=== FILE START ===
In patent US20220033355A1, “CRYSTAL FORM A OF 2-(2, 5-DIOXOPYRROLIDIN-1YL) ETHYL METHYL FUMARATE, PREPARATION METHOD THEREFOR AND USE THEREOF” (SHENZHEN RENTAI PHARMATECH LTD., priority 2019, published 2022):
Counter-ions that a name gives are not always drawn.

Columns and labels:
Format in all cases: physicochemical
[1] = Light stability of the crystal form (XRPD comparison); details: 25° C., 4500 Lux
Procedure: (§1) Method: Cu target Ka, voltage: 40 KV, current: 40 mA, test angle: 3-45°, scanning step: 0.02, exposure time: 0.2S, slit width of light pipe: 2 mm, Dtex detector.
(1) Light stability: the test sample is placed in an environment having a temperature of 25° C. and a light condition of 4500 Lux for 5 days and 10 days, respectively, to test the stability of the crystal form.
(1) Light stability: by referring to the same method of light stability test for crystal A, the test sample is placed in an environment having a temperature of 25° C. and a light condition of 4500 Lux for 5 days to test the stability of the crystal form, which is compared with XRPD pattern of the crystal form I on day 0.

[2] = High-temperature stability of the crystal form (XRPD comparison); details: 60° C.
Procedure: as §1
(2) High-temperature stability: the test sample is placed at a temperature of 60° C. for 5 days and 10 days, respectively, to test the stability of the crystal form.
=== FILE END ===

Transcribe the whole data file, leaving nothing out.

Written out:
In patent US20220033355A1, “CRYSTAL FORM A OF 2-(2, 5-DIOXOPYRROLIDIN-1YL) ETHYL METHYL FUMARATE, PREPARATION METHOD THEREFOR AND USE THEREOF” (SHENZHEN RENTAI PHARMATECH LTD., priority 2019, published 2022):
Counter-ions that a name gives are not always drawn.

Columns and labels:
Format in all cases: physicochemical
[1] = Light stability of the crystal form (XRPD comparison); details: 25° C., 4500 Lux
Procedure: (§1) Method: Cu target Ka, voltage: 40 KV, current: 40 mA, test angle: 3-45°, scanning step: 0.02, exposure time: 0.2S, slit width of light pipe: 2 mm, Dtex detector.
(1) Light stability: the test sample is placed in an environment having a temperature of 25° C. and a light condition of 4500 Lux for 5 days and 10 days, respectively, to test the stability of the crystal form.
(1) Light stability: by referring to the same method of light stability test for crystal A, the test sample is placed in an environment having a temperature of 25° C. and a light condition of 4500 Lux for 5 days to test the stability of the crystal form, which is compared with XRPD pattern of the crystal form I on day 0.

[2] = High-temperature stability of the crystal form (XRPD comparison); details: 60° C.
Procedure: as §1
(2) High-temperature stability: the test sample is placed at a temperature of 60° C. for 5 days and 10 days, respectively, to test the stability of the crystal form.